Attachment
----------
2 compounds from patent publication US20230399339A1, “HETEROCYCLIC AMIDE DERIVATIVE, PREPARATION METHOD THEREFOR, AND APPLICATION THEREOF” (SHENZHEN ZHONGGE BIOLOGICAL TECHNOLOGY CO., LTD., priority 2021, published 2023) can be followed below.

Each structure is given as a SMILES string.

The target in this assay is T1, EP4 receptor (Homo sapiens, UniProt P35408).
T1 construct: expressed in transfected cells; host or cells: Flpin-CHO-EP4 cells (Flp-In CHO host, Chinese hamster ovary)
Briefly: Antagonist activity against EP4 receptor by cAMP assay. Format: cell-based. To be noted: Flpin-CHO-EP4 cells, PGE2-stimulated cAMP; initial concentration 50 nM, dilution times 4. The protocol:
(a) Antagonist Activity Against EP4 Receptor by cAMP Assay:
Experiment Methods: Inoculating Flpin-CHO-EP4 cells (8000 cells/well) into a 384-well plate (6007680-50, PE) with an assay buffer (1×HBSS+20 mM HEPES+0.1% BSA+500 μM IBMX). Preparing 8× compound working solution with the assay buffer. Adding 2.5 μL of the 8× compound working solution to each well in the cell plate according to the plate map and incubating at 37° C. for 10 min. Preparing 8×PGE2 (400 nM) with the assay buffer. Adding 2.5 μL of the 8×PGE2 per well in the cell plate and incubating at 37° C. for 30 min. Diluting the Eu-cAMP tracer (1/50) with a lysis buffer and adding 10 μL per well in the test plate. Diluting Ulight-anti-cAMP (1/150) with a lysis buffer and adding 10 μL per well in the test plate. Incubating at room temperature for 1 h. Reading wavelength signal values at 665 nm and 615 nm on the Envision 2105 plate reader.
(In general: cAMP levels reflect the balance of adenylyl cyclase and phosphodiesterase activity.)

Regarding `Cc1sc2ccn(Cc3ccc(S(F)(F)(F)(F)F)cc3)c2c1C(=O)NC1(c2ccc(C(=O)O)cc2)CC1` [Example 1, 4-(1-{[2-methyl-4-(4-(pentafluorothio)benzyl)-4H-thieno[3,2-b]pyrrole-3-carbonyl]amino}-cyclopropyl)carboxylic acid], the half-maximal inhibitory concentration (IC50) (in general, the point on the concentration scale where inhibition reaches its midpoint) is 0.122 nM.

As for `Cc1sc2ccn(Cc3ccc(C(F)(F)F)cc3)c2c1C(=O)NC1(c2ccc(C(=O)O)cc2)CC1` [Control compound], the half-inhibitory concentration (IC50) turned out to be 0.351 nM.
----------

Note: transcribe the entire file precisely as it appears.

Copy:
2 compounds from patent publication US20230399339A1, “HETEROCYCLIC AMIDE DERIVATIVE, PREPARATION METHOD THEREFOR, AND APPLICATION THEREOF” (SHENZHEN ZHONGGE BIOLOGICAL TECHNOLOGY CO., LTD., priority 2021, published 2023) can be followed below.

Each structure is given as a SMILES string.

The target in this assay is T1, EP4 receptor (Homo sapiens, UniProt P35408).
T1 construct: expressed in transfected cells; host or cells: Flpin-CHO-EP4 cells (Flp-In CHO host, Chinese hamster ovary)
Briefly: Antagonist activity against EP4 receptor by cAMP assay. Format: cell-based. To be noted: Flpin-CHO-EP4 cells, PGE2-stimulated cAMP; initial concentration 50 nM, dilution times 4. The protocol:
(a) Antagonist Activity Against EP4 Receptor by cAMP Assay:
Experiment Methods: Inoculating Flpin-CHO-EP4 cells (8000 cells/well) into a 384-well plate (6007680-50, PE) with an assay buffer (1×HBSS+20 mM HEPES+0.1% BSA+500 μM IBMX). Preparing 8× compound working solution with the assay buffer. Adding 2.5 μL of the 8× compound working solution to each well in the cell plate according to the plate map and incubating at 37° C. for 10 min. Preparing 8×PGE2 (400 nM) with the assay buffer. Adding 2.5 μL of the 8×PGE2 per well in the cell plate and incubating at 37° C. for 30 min. Diluting the Eu-cAMP tracer (1/50) with a lysis buffer and adding 10 μL per well in the test plate. Diluting Ulight-anti-cAMP (1/150) with a lysis buffer and adding 10 μL per well in the test plate. Incubating at room temperature for 1 h. Reading wavelength signal values at 665 nm and 615 nm on the Envision 2105 plate reader.
(In general: cAMP levels reflect the balance of adenylyl cyclase and phosphodiesterase activity.)

Regarding `Cc1sc2ccn(Cc3ccc(S(F)(F)(F)(F)F)cc3)c2c1C(=O)NC1(c2ccc(C(=O)O)cc2)CC1` [Example 1, 4-(1-{[2-methyl-4-(4-(pentafluorothio)benzyl)-4H-thieno[3,2-b]pyrrole-3-carbonyl]amino}-cyclopropyl)carboxylic acid], the half-maximal inhibitory concentration (IC50) (in general, the point on the concentration scale where inhibition reaches its midpoint) is 0.122 nM.

As for `Cc1sc2ccn(Cc3ccc(C(F)(F)F)cc3)c2c1C(=O)NC1(c2ccc(C(=O)O)cc2)CC1` [Control compound], the half-inhibitory concentration (IC50) turned out to be 0.351 nM.